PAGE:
Advent is upon us! Similar to Lent, Advent is a liturgical season that the Church gives us to prepare our hearts for the coming of the feast- in this case, the birth of the Messiah at Christmas. The Catechism tells us that:
When the Church celebrates the liturgy of Advent each year, she makes present this ancient expectancy of the Messiah, for by sharing in the long preparation for the Savior’s first coming, the faithful renew their ardent desire for his second coming. By celebrating the precursor’s birth and martyrdom, the Church unites herself to his desire: “He must increase, but I must decrease. (no. 524)
The anticipation of Christmas is made all the sweeter by an intentional time of preparation and purification leading up to Christmas. When so much of the country is busy preparing only for the externals, here are a few ideas of how your family can savor the Advent season and prepare your heart and home for the coming of the Christ-child!
Let the light shine in the darkness!
Days are getting shorter and shorter this time of year. Lean into this seasonal change as a spiritual reminder to your family. The simple beauty of fire is enchanting to children and adults alike and illustrates the repeated theme of our faith that Christ is the “light of the world”. Why not incorporate more candlelight into your family’s prayer routine this Advent? Whether that be lighting the traditional Advent wreath during your family prayer or even challenging yourself to eliminate most electric light after sunset. Try eating your dinner by candlelight or gathering your family around a cozy fire in the evenings. Reflect as a family on darkness; How do you feel when you are in a totally dark room? What happens once you light a candle? What does it mean that Christ has come as a light to a dark world?/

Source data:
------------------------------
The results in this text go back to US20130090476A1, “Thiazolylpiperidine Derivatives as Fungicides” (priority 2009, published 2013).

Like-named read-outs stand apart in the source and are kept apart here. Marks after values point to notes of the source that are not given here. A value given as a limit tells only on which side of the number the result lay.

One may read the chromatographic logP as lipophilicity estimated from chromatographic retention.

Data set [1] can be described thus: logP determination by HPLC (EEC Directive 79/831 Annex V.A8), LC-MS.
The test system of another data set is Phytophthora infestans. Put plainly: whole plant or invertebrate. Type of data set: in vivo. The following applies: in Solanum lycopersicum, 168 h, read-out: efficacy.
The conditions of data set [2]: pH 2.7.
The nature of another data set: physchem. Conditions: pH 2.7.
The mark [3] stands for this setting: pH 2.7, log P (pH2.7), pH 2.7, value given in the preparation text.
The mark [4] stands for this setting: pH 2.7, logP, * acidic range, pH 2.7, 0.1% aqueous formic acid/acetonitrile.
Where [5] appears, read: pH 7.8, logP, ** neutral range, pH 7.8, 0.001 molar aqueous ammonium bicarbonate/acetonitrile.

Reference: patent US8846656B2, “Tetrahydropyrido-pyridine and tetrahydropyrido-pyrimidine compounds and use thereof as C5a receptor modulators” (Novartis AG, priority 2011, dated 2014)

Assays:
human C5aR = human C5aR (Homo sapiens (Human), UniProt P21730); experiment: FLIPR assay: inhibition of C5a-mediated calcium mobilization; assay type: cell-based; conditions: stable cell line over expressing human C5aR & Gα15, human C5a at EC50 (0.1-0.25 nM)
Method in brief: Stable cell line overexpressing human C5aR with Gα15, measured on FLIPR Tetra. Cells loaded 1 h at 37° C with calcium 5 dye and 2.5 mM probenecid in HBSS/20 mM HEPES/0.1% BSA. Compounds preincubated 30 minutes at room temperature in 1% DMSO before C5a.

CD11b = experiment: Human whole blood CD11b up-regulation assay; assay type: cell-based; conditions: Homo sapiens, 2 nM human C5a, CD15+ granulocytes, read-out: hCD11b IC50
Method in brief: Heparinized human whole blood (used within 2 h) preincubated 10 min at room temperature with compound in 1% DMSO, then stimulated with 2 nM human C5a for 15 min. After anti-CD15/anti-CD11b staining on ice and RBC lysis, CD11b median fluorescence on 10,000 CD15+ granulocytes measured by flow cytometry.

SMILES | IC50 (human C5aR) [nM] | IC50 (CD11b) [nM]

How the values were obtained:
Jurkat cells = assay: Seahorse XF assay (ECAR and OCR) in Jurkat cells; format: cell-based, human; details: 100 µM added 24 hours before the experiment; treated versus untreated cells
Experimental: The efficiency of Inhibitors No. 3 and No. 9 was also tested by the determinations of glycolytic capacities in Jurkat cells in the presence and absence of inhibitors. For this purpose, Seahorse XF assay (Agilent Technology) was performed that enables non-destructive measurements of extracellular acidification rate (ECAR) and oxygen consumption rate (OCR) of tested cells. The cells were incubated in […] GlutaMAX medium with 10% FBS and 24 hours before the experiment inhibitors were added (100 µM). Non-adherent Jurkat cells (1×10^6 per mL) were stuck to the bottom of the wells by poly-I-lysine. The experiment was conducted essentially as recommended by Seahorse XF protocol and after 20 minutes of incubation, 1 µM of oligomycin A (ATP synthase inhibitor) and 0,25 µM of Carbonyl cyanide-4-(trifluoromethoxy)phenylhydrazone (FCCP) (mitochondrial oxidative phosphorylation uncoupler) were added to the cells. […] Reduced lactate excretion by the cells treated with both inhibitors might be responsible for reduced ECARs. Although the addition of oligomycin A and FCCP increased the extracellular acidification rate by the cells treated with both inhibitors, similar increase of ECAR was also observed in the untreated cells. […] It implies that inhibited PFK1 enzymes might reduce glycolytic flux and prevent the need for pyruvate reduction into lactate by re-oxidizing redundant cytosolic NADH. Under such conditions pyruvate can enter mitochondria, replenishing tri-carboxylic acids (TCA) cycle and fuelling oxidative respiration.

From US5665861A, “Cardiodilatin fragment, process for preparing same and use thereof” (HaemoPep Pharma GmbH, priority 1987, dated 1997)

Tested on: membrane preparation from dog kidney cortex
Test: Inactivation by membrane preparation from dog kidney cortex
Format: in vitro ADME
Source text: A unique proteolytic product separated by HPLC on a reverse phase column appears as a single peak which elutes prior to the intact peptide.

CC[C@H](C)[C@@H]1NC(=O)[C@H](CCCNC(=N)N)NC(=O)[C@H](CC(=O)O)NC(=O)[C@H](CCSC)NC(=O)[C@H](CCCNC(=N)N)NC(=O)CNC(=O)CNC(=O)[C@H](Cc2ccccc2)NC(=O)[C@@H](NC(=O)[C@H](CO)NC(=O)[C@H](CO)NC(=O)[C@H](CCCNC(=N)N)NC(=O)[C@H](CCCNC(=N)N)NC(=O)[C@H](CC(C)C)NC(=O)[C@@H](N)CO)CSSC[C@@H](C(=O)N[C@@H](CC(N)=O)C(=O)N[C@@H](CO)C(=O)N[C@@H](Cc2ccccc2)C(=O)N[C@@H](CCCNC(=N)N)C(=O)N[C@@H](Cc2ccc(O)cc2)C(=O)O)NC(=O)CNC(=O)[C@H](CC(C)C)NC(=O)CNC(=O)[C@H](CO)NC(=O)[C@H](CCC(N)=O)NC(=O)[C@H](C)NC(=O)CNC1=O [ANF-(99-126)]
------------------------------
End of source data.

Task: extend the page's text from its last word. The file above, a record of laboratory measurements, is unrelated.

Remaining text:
Bible verses to reflect on the themes of light and darkness:
- Isaiah 9:2-6 “…The people walking in darkness have seen a great light; on those living in the land of deep darkness a light has dawned…”
- John 1:1-8 “…The light shines in the darkness, and the darkness has not overcome it.”
- Luke 1:67-80 “…to shine on those living in darkness and in the shadow of death, to guide our feet into the path of peace…”
- John 8:12-20 “…Again Jesus spoke to them, saying ‘I am the light of the world; he who follows me will not walk in darkness, but will have the light of life.’…”
Prepare the manger (and your heart) for baby Jesus
Although Advent does not typically have the same penitential spirit as Lent, it is still fitting for it to be a time of resolutions and spiritual growth. Consider leaving the manger in your nativity set empty and allow family members to add pieces of straw to the manger for every good deed or kind action performed. On Christmas, when baby Jesus is lovingly placed in his manger it will be filled with soft straw for his bed and your family will see a tangible example of their growth and virtue from throughout the Advent season. Older children and adults can be encouraged to attend confession during Advent. Many parishes even hold Advent prayer and confession services.
Find “Mary on the Mantle”